The screen display. Big (bigger than my current device) and clear and bright. I had no issues adjusting from indoor to outdoor use.

The Camera. I loved being able to customize the photo taking experience to nearly the same extent I would have been able to do with a point and shoot camera. The picture quality in good lighting was excellent.

The device gives a little shake when you press buttons. There's probably a way to turn it off, but I liked it. I liked having physical feedback of key presses.

The battery life was truly excellent. I went two full days of pretty heavy use of the viewscreen without a charge (not many phone calls, though, to be fair).

The mail app showed the my gmail folders as tabs. This was truly brilliant. I haven't been using folders effectively in Gmail, but if I had this device permanently it would probably permanently affect the way I used folders, because I can see this being very useful.

However, nothing is perfect. Here are a few things the Samsung Captivate needs to work on:

As you get deeper in to the UI, there were times when I felt like I'd gone down a rat hole. In certain applications - particularly the camera - I would be in a certain area and I had no idea how to get out. Now, admittedly I can be a bit of a flake, but after pressing every button and hitting the screen and trying everything seemingly obvious and finally resorting to removing the battery and rebooting the entire device to get out of the camera screen, I was frustrated. It turns out that there is a lock switch in camera mode I must have inadvertently turned on, which is no good - if I can turn on a lock without knowing it, I also don't know how to turn it off.

Auto correct. While the auto correct on my current device does drive me mental at times, I very much missed it when it wasn't there. Now, there may be a setting to turn this on, but I felt it should have been on by default.

Clearing your data - when I was preparing to return the phone, I was attempting to erase my data and email accounts from the device. I searched for quite some time and was not actually able to delete my email account from the device. The only way I found to get my personal data off the phone was to reset the phone. Now, this won't be a big issue for anyone who owns the phone and won't be planning on giving it back, but it seemed strange that there was no way to remove that account from the phone.  Also, in resetting the phone, it didn't erase the photos I had taken, which seemed odd as it stated it was going to remove all data.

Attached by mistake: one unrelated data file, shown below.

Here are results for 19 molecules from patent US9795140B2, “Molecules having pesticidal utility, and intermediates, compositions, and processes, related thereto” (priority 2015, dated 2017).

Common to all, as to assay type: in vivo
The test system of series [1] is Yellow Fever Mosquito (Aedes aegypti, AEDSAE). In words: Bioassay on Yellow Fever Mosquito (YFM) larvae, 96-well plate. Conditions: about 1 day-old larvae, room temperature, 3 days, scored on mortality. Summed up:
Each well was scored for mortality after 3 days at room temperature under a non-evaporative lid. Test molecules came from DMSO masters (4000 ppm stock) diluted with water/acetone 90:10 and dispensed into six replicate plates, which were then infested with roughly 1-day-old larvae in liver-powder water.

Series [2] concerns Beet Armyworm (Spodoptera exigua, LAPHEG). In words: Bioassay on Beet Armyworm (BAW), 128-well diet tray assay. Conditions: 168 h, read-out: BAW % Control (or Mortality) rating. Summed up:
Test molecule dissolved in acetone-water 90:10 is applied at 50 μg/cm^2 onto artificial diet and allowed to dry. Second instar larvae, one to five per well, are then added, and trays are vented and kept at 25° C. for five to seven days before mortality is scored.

Final impressions:

I'm an iPhone devotee. In my own experience, if using a device comes close to the experience you get with Apple, it gets high marks from me.  I'm not talking about doing things exactly as Apple does them; I'm talking about figuring out how people truly want to do tasks with a phone and making your device operate intuitively based on that. And the Samsung Captivate has gotten it right. It was virtually no transition from using my iPhone to using this device, even though they do operate fairly differently, because they've taken the time to figure out what people want at their finger- (er, thumb-) tips. The device is intuitive, plain and simple. So if you're in the market for a device with reasonably equivalent functionality to the iPhone, I definitely advise you to take a look at the Samsung Captivate.

Once again, thanks to AT&T to providing me the phone to try out and use during the BlogHer weekend. Thanks to them I was able to donate $100 to Tanner's cause on a day which raised more than $25,000. This money will now be used by his family to modify his home appropriately to have a live-in caregiver and allow Tanner to stay at home, which means more than words can say. Thank you, AT&T.